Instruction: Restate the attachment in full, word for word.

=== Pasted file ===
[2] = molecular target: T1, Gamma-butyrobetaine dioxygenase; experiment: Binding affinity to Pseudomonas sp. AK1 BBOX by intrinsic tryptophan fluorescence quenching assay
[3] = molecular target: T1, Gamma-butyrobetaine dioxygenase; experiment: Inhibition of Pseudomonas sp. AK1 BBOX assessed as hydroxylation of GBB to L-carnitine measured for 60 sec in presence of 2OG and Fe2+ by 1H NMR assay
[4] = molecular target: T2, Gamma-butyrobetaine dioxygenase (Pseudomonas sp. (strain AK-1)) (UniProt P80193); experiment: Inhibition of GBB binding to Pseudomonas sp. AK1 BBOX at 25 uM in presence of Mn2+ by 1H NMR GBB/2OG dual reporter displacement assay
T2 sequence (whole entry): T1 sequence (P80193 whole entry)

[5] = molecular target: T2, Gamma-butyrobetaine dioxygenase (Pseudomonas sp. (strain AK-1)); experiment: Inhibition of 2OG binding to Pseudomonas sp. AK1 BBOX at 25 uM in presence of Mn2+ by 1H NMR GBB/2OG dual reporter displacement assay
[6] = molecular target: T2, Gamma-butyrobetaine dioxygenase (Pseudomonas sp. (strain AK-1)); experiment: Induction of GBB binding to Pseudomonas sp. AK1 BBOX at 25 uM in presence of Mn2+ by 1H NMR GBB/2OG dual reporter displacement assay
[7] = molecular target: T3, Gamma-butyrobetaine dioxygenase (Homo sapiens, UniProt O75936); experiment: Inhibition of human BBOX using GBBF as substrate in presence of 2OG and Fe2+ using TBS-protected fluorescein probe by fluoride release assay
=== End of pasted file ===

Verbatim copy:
[2] = molecular target: T1, Gamma-butyrobetaine dioxygenase; experiment: Binding affinity to Pseudomonas sp. AK1 BBOX by intrinsic tryptophan fluorescence quenching assay
[3] = molecular target: T1, Gamma-butyrobetaine dioxygenase; experiment: Inhibition of Pseudomonas sp. AK1 BBOX assessed as hydroxylation of GBB to L-carnitine measured for 60 sec in presence of 2OG and Fe2+ by 1H NMR assay
[4] = molecular target: T2, Gamma-butyrobetaine dioxygenase (Pseudomonas sp. (strain AK-1)) (UniProt P80193); experiment: Inhibition of GBB binding to Pseudomonas sp. AK1 BBOX at 25 uM in presence of Mn2+ by 1H NMR GBB/2OG dual reporter displacement assay
T2 sequence (whole entry): T1 sequence (P80193 whole entry)

[5] = molecular target: T2, Gamma-butyrobetaine dioxygenase (Pseudomonas sp. (strain AK-1)); experiment: Inhibition of 2OG binding to Pseudomonas sp. AK1 BBOX at 25 uM in presence of Mn2+ by 1H NMR GBB/2OG dual reporter displacement assay
[6] = molecular target: T2, Gamma-butyrobetaine dioxygenase (Pseudomonas sp. (strain AK-1)); experiment: Induction of GBB binding to Pseudomonas sp. AK1 BBOX at 25 uM in presence of Mn2+ by 1H NMR GBB/2OG dual reporter displacement assay
[7] = molecular target: T3, Gamma-butyrobetaine dioxygenase (Homo sapiens, UniProt O75936); experiment: Inhibition of human BBOX using GBBF as substrate in presence of 2OG and Fe2+ using TBS-protected fluorescein probe by fluoride release assay